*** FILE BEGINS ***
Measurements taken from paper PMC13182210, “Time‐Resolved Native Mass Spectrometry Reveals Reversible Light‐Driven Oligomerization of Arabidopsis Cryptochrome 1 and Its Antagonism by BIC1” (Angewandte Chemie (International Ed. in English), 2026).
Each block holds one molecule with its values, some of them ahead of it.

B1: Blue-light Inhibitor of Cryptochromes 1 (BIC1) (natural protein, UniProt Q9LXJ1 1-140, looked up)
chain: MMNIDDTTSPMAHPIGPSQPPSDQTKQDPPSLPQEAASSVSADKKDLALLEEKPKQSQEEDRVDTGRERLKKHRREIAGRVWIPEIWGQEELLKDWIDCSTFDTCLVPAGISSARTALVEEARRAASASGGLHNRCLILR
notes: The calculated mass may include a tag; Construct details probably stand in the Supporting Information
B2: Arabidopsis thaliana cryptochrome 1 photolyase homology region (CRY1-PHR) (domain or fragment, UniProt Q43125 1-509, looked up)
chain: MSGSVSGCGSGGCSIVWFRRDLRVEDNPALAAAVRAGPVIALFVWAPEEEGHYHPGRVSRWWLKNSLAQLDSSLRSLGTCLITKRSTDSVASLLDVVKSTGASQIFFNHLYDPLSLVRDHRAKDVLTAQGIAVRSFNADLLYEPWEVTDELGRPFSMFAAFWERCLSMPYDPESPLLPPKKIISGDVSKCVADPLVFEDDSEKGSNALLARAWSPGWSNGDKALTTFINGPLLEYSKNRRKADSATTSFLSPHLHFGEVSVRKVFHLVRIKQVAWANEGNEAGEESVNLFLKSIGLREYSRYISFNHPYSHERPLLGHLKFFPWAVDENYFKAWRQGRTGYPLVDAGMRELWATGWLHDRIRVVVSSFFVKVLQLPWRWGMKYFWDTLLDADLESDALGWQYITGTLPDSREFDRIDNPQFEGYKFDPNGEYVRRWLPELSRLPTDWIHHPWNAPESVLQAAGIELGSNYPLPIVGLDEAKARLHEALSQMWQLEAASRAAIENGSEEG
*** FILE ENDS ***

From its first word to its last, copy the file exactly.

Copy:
Measurements taken from paper PMC13182210, “Time‐Resolved Native Mass Spectrometry Reveals Reversible Light‐Driven Oligomerization of Arabidopsis Cryptochrome 1 and Its Antagonism by BIC1” (Angewandte Chemie (International Ed. in English), 2026).
Each block holds one molecule with its values, some of them ahead of it.

B1: Blue-light Inhibitor of Cryptochromes 1 (BIC1) (natural protein, UniProt Q9LXJ1 1-140, looked up)
chain: MMNIDDTTSPMAHPIGPSQPPSDQTKQDPPSLPQEAASSVSADKKDLALLEEKPKQSQEEDRVDTGRERLKKHRREIAGRVWIPEIWGQEELLKDWIDCSTFDTCLVPAGISSARTALVEEARRAASASGGLHNRCLILR
notes: The calculated mass may include a tag; Construct details probably stand in the Supporting Information
B2: Arabidopsis thaliana cryptochrome 1 photolyase homology region (CRY1-PHR) (domain or fragment, UniProt Q43125 1-509, looked up)
chain: MSGSVSGCGSGGCSIVWFRRDLRVEDNPALAAAVRAGPVIALFVWAPEEEGHYHPGRVSRWWLKNSLAQLDSSLRSLGTCLITKRSTDSVASLLDVVKSTGASQIFFNHLYDPLSLVRDHRAKDVLTAQGIAVRSFNADLLYEPWEVTDELGRPFSMFAAFWERCLSMPYDPESPLLPPKKIISGDVSKCVADPLVFEDDSEKGSNALLARAWSPGWSNGDKALTTFINGPLLEYSKNRRKADSATTSFLSPHLHFGEVSVRKVFHLVRIKQVAWANEGNEAGEESVNLFLKSIGLREYSRYISFNHPYSHERPLLGHLKFFPWAVDENYFKAWRQGRTGYPLVDAGMRELWATGWLHDRIRVVVSSFFVKVLQLPWRWGMKYFWDTLLDADLESDALGWQYITGTLPDSREFDRIDNPQFEGYKFDPNGEYVRRWLPELSRLPTDWIHHPWNAPESVLQAAGIELGSNYPLPIVGLDEAKARLHEALSQMWQLEAASRAAIENGSEEG